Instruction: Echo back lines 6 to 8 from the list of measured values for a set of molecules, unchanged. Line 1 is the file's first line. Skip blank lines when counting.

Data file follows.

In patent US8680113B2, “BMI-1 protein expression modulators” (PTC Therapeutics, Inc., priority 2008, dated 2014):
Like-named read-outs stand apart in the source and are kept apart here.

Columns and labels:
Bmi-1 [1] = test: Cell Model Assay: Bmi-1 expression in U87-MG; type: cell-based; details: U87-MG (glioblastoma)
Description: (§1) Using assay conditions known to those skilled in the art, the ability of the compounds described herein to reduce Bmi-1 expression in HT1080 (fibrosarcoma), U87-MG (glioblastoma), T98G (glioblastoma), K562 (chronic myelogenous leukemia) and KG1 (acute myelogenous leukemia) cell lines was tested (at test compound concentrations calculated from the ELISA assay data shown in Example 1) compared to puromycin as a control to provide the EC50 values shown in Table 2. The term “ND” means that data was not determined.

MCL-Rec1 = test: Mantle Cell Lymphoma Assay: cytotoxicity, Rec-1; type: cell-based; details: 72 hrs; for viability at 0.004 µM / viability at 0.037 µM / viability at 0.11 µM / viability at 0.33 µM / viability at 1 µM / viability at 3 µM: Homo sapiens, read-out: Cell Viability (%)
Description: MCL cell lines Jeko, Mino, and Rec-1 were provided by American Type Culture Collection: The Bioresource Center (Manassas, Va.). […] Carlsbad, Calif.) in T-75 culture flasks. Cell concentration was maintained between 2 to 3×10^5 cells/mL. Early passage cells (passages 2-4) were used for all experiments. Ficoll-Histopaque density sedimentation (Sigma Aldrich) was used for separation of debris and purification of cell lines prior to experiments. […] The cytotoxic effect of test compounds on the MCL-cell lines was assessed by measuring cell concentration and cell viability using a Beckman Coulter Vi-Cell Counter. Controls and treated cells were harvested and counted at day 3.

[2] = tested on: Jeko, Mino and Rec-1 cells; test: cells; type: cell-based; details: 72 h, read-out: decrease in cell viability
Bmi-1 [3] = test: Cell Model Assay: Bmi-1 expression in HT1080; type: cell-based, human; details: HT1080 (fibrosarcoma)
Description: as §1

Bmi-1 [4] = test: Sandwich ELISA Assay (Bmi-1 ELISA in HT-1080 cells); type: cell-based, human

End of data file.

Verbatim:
MCL-Rec1 = test: Mantle Cell Lymphoma Assay: cytotoxicity, Rec-1; type: cell-based; details: 72 hrs; for viability at 0.004 µM / viability at 0.037 µM / viability at 0.11 µM / viability at 0.33 µM / viability at 1 µM / viability at 3 µM: Homo sapiens, read-out: Cell Viability (%)
Description: MCL cell lines Jeko, Mino, and Rec-1 were provided by American Type Culture Collection: The Bioresource Center (Manassas, Va.). […] Carlsbad, Calif.) in T-75 culture flasks. Cell concentration was maintained between 2 to 3×10^5 cells/mL. Early passage cells (passages 2-4) were used for all experiments. Ficoll-Histopaque density sedimentation (Sigma Aldrich) was used for separation of debris and purification of cell lines prior to experiments. […] The cytotoxic effect of test compounds on the MCL-cell lines was assessed by measuring cell concentration and cell viability using a Beckman Coulter Vi-Cell Counter. Controls and treated cells were harvested and counted at day 3.

[2] = tested on: Jeko, Mino and Rec-1 cells; test: cells; type: cell-based; details: 72 h, read-out: decrease in cell viability